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EXHIBIT 6 ATTACHED TO EX PARTE PETITION FOR ANSWER TO A CONSTITUTIONAL QUESTION OF LAW by SCOTT RILLE, pro se IN THE SUPREME COURT OF CALIFORNIA CASE NO: _____________________

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http://www.law.cornell.edu/supct/html/historics/USSC_CR_0088_0162_ZO.html

WAITE, C.J., Opinion of the Court SUPREME COURT OF THE UNITED STATES

88 U.S. 162

Minor v. Happersett
Argued: February 9, 1875 --- Decided: March 29, 1875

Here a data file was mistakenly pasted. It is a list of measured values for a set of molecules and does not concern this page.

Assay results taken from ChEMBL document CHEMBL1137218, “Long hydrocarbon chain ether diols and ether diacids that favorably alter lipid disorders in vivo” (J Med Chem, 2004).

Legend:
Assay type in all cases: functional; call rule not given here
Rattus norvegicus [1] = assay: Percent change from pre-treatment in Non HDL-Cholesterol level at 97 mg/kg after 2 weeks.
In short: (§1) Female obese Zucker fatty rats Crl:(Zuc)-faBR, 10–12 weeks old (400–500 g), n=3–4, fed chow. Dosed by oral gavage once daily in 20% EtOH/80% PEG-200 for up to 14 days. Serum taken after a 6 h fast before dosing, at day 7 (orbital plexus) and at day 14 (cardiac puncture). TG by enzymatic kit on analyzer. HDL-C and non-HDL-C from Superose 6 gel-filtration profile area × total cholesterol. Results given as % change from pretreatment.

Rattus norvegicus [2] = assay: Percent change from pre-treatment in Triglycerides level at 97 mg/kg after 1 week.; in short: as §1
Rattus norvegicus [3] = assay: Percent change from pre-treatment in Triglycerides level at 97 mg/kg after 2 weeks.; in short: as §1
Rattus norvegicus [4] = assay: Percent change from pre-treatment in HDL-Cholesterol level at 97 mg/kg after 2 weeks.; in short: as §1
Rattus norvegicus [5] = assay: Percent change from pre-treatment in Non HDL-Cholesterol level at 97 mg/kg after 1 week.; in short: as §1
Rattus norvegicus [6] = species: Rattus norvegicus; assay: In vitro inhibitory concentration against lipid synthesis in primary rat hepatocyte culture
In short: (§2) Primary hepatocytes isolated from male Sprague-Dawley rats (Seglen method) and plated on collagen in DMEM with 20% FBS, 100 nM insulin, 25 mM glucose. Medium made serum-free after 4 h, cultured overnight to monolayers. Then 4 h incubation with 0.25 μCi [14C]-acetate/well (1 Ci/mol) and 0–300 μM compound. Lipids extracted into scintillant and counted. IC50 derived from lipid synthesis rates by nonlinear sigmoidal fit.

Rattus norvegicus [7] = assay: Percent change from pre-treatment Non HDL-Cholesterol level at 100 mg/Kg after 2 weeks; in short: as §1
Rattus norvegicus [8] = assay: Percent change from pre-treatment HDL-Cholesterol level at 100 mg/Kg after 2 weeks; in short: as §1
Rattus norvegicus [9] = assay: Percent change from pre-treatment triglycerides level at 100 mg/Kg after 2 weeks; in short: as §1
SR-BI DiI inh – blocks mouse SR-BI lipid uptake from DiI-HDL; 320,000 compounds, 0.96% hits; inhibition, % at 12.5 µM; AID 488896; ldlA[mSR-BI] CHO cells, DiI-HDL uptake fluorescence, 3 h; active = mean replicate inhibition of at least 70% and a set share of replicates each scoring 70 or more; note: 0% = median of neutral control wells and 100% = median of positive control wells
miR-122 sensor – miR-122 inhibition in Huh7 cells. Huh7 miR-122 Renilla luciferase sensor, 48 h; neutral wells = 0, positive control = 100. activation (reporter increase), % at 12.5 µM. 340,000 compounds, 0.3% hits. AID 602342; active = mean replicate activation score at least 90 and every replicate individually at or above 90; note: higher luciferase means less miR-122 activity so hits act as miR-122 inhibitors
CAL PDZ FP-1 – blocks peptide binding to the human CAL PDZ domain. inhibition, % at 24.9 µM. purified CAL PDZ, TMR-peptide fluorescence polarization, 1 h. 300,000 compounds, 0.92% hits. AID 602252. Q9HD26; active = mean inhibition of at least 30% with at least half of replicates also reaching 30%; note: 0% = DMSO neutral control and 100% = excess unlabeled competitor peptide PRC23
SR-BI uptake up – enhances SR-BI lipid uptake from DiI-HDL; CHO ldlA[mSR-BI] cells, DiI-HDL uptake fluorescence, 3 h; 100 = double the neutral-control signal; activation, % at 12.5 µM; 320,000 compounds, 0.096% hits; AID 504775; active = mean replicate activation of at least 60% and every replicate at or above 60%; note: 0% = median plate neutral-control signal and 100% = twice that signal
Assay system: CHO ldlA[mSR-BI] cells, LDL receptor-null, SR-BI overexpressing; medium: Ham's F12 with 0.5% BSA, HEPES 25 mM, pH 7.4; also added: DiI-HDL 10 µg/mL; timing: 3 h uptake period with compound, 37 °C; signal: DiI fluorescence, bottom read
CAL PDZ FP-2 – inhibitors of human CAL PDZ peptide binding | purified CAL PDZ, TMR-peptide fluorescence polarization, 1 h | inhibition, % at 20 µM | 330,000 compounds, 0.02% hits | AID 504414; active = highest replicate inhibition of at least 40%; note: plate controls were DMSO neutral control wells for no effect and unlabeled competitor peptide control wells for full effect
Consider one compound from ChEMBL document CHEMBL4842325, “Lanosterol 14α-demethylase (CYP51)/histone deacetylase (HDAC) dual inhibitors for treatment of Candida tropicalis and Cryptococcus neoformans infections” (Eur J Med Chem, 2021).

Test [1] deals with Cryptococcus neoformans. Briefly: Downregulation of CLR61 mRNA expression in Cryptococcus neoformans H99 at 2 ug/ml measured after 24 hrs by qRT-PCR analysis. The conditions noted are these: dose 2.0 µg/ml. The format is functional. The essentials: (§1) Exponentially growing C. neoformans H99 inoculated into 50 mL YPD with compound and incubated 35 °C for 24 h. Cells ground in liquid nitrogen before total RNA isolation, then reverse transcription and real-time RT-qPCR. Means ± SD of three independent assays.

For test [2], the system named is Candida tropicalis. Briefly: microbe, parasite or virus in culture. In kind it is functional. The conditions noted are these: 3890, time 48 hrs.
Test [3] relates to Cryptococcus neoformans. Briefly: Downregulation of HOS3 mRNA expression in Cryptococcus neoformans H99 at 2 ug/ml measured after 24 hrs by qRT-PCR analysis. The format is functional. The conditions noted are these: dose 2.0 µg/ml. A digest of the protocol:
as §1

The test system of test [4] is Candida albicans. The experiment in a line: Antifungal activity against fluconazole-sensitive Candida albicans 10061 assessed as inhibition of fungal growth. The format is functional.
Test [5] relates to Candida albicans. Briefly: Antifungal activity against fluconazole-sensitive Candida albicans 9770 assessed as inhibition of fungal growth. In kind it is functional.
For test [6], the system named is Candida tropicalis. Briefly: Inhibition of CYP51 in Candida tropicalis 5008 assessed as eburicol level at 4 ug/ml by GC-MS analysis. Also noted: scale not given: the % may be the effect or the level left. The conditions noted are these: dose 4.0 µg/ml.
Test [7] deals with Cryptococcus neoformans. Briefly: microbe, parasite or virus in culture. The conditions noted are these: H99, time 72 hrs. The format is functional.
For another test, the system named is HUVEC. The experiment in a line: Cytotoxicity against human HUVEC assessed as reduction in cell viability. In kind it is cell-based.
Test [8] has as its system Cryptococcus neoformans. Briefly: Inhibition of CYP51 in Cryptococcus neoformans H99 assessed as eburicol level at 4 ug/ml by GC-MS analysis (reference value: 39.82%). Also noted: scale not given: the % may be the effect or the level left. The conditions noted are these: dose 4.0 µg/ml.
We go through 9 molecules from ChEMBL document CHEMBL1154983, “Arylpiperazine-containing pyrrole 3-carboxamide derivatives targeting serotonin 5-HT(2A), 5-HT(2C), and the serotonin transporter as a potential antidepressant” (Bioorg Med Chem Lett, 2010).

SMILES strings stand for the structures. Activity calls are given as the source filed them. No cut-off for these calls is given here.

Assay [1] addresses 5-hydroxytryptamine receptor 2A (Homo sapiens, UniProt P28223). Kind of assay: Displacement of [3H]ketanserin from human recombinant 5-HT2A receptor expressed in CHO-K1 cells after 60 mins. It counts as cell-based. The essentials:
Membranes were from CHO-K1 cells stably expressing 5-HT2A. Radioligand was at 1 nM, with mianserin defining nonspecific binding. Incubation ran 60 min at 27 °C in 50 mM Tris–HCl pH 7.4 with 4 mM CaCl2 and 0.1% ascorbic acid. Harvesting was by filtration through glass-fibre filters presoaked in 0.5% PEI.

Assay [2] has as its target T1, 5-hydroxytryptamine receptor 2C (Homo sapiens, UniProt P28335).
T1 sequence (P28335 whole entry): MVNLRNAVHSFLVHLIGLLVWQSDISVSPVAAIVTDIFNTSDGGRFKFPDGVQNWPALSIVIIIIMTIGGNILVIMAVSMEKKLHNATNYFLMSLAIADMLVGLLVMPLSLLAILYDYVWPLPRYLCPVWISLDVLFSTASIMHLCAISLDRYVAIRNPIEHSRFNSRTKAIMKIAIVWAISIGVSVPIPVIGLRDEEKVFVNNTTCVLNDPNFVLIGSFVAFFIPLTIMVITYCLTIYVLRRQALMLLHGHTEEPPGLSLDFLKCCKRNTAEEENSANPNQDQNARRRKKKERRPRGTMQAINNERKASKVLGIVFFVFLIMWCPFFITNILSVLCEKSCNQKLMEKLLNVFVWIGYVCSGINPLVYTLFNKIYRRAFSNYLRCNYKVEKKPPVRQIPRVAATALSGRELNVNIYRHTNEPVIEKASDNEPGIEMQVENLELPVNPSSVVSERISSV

The CHIEF JUSTICE delivered the opinion of the court. The question is presented in this case, whether, since the adoption of the fourteenth amendment, a woman, who is a citizen of the United States and of the State of Missouri, is a voter in that State, notwithstanding the provision of the constitution and laws of the State, which confine the right of suffrage to men alone. We might, perhaps, decide the case upon other grounds, but this question is fairly made. From the opinion we find that it was the only one decided in the court below, and it is the only one which has been argued here. The case was undoubtedly brought to this court for the sole purpose of having that question decided by us, and in